The short answer is three. The first of them was Brazilian Mário Zagallo who, as a left-winger, won the Jules Rimet Trophy twice, in 1958 and 1962 and, as manager, won the trophy outright in 1970. Indeed, Zagallo played for one of the greatest Brazilian teams in history in 1958, participating in every game at the World Cup finals tournament and scoring the fourth goal in a 5-2 victory over the hosts, Sweden, at the Råsunda Stadium in Solna, Stockholm. In 1970, he managed the iconic, free-scoring team, featuring the likes of Pele, Jairzinho, Rivellino, that beat Italy 4-1 in the World Cup final at Estadio Azteca in Mexico City.
Next of the trio was German Franz ‘Der Kaiser’ Beckenbauer who, as a sweeper, led West Germany to victory in the 1974 World Cup, defeating a Netherlands team captained by Johan Cruyff 2-1 on the final at Olympicadion, Munich. Having become the first captain to lift the new Fédération Internationale de Football Association (FIFA) World Cup Trophy, Beckenbauer did so again, as manager, in 1990. In the last World Cup staged before the reunification of Germany,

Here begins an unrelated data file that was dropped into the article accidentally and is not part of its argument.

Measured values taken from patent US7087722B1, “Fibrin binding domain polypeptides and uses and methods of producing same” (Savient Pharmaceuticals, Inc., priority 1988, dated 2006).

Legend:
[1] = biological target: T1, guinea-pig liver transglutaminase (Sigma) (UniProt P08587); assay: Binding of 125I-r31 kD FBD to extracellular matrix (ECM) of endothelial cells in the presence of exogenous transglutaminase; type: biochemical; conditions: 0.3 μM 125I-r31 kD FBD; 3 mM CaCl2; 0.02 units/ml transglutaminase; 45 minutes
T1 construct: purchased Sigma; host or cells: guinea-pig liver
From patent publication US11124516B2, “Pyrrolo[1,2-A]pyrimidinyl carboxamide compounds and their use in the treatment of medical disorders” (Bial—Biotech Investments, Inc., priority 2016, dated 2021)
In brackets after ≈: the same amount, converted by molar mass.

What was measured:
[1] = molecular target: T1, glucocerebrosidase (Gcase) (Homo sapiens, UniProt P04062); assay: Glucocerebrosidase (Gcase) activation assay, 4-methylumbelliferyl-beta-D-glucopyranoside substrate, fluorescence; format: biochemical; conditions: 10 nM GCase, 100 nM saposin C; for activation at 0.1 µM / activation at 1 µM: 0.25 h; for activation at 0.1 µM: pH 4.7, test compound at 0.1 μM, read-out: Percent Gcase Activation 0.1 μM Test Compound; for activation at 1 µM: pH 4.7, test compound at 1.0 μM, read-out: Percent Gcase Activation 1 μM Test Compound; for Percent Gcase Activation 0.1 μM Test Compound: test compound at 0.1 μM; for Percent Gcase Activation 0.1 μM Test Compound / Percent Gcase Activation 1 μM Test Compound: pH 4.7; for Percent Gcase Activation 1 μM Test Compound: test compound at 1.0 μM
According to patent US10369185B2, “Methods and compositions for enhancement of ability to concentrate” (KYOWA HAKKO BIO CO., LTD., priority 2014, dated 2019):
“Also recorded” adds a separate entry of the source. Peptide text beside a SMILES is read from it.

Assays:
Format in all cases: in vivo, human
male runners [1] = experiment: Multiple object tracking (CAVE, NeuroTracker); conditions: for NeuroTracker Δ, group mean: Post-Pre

which came into effect on October 3, 1990, West Germany beat Argentina 1-0 in the final at the Stadio Olimpico in Rome.
Finally, Frenchman Didier Deschamps, in his capacity as a defensive midfielder, captained his country at the 1998 World Cup, played on home soil, led Les Blues to a 3-0 victory over Brazil in the final at the Stade de France in Saint-Denis, Paris. He was initially appointed manager, or head coach, of the French national team in 2012 but, after twice extending his original two-year contract, mastermined victory in the 2018 World Cup in Russia. France remained unbeaten throughout the tournament, eventually beating Croatia 4-2 in the the final at the Luzhniki Stadium in Moscow.